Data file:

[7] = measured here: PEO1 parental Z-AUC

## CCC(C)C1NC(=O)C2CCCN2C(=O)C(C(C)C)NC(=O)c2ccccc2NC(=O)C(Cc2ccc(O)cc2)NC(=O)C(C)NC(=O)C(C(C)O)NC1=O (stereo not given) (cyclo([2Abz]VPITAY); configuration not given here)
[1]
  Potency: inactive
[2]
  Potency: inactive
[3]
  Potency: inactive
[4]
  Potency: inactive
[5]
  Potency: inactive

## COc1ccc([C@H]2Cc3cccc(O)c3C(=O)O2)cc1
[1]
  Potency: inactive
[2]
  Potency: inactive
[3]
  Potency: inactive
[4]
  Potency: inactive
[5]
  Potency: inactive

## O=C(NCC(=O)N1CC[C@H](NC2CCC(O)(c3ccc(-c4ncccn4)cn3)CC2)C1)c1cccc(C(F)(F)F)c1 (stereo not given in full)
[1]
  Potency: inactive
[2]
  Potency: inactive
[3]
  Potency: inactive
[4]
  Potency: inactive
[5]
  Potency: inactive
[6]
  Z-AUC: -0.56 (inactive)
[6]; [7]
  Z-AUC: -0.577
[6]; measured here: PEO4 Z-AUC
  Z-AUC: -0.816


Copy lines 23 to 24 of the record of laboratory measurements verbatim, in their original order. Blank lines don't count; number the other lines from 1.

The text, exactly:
  Potency: inactive

## O=C(NCC(=O)N1CC[C@H](NC2CCC(O)(c3ccc(-c4ncccn4)cn3)CC2)C1)c1cccc(C(F)(F)F)c1 (stereo not given in full)